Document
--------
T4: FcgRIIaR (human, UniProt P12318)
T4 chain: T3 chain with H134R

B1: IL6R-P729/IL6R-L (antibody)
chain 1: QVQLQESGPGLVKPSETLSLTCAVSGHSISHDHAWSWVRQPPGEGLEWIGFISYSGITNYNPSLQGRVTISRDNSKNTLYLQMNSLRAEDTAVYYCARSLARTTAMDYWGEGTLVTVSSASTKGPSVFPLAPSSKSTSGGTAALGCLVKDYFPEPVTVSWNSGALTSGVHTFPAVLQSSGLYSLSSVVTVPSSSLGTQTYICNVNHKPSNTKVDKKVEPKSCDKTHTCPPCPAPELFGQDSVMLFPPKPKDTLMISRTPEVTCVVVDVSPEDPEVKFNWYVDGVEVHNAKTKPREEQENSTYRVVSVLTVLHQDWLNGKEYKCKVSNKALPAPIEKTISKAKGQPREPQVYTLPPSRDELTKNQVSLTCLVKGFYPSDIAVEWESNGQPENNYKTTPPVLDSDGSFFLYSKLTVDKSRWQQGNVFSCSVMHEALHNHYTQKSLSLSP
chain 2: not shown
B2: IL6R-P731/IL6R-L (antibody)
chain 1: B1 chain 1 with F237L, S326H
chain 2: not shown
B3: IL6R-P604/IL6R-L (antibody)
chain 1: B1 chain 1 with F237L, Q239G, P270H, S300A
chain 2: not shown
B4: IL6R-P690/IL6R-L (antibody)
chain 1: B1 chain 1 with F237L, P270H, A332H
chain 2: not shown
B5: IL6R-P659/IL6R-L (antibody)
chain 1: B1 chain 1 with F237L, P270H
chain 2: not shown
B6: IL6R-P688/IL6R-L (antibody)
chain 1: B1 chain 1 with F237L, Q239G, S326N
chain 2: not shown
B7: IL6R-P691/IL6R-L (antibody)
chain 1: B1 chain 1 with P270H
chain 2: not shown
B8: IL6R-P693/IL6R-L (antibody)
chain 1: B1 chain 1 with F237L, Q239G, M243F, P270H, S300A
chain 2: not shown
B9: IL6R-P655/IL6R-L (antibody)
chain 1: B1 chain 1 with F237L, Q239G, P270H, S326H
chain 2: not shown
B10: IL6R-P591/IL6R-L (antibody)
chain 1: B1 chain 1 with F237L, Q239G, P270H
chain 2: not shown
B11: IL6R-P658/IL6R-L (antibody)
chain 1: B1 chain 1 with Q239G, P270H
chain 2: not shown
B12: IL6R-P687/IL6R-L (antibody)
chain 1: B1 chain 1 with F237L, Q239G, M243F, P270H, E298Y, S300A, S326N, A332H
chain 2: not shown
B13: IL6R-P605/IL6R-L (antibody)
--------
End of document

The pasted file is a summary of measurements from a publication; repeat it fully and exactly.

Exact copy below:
T4: FcgRIIaR (human, UniProt P12318)
T4 chain: T3 chain with H134R

B1: IL6R-P729/IL6R-L (antibody)
chain 1: QVQLQESGPGLVKPSETLSLTCAVSGHSISHDHAWSWVRQPPGEGLEWIGFISYSGITNYNPSLQGRVTISRDNSKNTLYLQMNSLRAEDTAVYYCARSLARTTAMDYWGEGTLVTVSSASTKGPSVFPLAPSSKSTSGGTAALGCLVKDYFPEPVTVSWNSGALTSGVHTFPAVLQSSGLYSLSSVVTVPSSSLGTQTYICNVNHKPSNTKVDKKVEPKSCDKTHTCPPCPAPELFGQDSVMLFPPKPKDTLMISRTPEVTCVVVDVSPEDPEVKFNWYVDGVEVHNAKTKPREEQENSTYRVVSVLTVLHQDWLNGKEYKCKVSNKALPAPIEKTISKAKGQPREPQVYTLPPSRDELTKNQVSLTCLVKGFYPSDIAVEWESNGQPENNYKTTPPVLDSDGSFFLYSKLTVDKSRWQQGNVFSCSVMHEALHNHYTQKSLSLSP
chain 2: not shown
B2: IL6R-P731/IL6R-L (antibody)
chain 1: B1 chain 1 with F237L, S326H
chain 2: not shown
B3: IL6R-P604/IL6R-L (antibody)
chain 1: B1 chain 1 with F237L, Q239G, P270H, S300A
chain 2: not shown
B4: IL6R-P690/IL6R-L (antibody)
chain 1: B1 chain 1 with F237L, P270H, A332H
chain 2: not shown
B5: IL6R-P659/IL6R-L (antibody)
chain 1: B1 chain 1 with F237L, P270H
chain 2: not shown
B6: IL6R-P688/IL6R-L (antibody)
chain 1: B1 chain 1 with F237L, Q239G, S326N
chain 2: not shown
B7: IL6R-P691/IL6R-L (antibody)
chain 1: B1 chain 1 with P270H
chain 2: not shown
B8: IL6R-P693/IL6R-L (antibody)
chain 1: B1 chain 1 with F237L, Q239G, M243F, P270H, S300A
chain 2: not shown
B9: IL6R-P655/IL6R-L (antibody)
chain 1: B1 chain 1 with F237L, Q239G, P270H, S326H
chain 2: not shown
B10: IL6R-P591/IL6R-L (antibody)
chain 1: B1 chain 1 with F237L, Q239G, P270H
chain 2: not shown
B11: IL6R-P658/IL6R-L (antibody)
chain 1: B1 chain 1 with Q239G, P270H
chain 2: not shown
B12: IL6R-P687/IL6R-L (antibody)
chain 1: B1 chain 1 with F237L, Q239G, M243F, P270H, E298Y, S300A, S326N, A332H
chain 2: not shown
B13: IL6R-P605/IL6R-L (antibody)